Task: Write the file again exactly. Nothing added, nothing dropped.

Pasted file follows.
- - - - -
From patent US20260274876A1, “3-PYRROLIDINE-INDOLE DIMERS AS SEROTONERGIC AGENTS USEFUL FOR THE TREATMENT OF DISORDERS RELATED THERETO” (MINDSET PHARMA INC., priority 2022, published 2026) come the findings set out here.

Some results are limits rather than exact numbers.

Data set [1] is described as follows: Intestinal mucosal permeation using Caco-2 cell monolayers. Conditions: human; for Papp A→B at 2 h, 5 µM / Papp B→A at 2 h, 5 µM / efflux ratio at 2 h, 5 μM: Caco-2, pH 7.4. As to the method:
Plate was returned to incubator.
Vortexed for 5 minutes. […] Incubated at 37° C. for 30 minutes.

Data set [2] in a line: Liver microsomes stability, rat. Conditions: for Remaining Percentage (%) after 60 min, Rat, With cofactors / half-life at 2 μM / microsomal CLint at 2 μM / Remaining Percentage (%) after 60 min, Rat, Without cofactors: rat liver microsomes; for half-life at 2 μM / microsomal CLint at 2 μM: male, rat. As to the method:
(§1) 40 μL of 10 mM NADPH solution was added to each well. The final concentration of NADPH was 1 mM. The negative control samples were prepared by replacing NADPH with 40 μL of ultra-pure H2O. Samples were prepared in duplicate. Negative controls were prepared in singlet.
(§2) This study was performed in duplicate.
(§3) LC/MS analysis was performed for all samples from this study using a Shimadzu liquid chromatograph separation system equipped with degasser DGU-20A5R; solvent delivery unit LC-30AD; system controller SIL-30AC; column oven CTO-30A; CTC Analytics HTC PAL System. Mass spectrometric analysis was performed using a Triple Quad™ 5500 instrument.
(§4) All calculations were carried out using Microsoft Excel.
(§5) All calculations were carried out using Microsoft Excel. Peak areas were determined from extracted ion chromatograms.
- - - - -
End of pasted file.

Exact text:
From patent US20260274876A1, “3-PYRROLIDINE-INDOLE DIMERS AS SEROTONERGIC AGENTS USEFUL FOR THE TREATMENT OF DISORDERS RELATED THERETO” (MINDSET PHARMA INC., priority 2022, published 2026) come the findings set out here.

Some results are limits rather than exact numbers.

Data set [1] is described as follows: Intestinal mucosal permeation using Caco-2 cell monolayers. Conditions: human; for Papp A→B at 2 h, 5 µM / Papp B→A at 2 h, 5 µM / efflux ratio at 2 h, 5 μM: Caco-2, pH 7.4. As to the method:
Plate was returned to incubator.
Vortexed for 5 minutes. […] Incubated at 37° C. for 30 minutes.

Data set [2] in a line: Liver microsomes stability, rat. Conditions: for Remaining Percentage (%) after 60 min, Rat, With cofactors / half-life at 2 μM / microsomal CLint at 2 μM / Remaining Percentage (%) after 60 min, Rat, Without cofactors: rat liver microsomes; for half-life at 2 μM / microsomal CLint at 2 μM: male, rat. As to the method:
(§1) 40 μL of 10 mM NADPH solution was added to each well. The final concentration of NADPH was 1 mM. The negative control samples were prepared by replacing NADPH with 40 μL of ultra-pure H2O. Samples were prepared in duplicate. Negative controls were prepared in singlet.
(§2) This study was performed in duplicate.
(§3) LC/MS analysis was performed for all samples from this study using a Shimadzu liquid chromatograph separation system equipped with degasser DGU-20A5R; solvent delivery unit LC-30AD; system controller SIL-30AC; column oven CTO-30A; CTC Analytics HTC PAL System. Mass spectrometric analysis was performed using a Triple Quad™ 5500 instrument.
(§4) All calculations were carried out using Microsoft Excel.
(§5) All calculations were carried out using Microsoft Excel. Peak areas were determined from extracted ion chromatograms.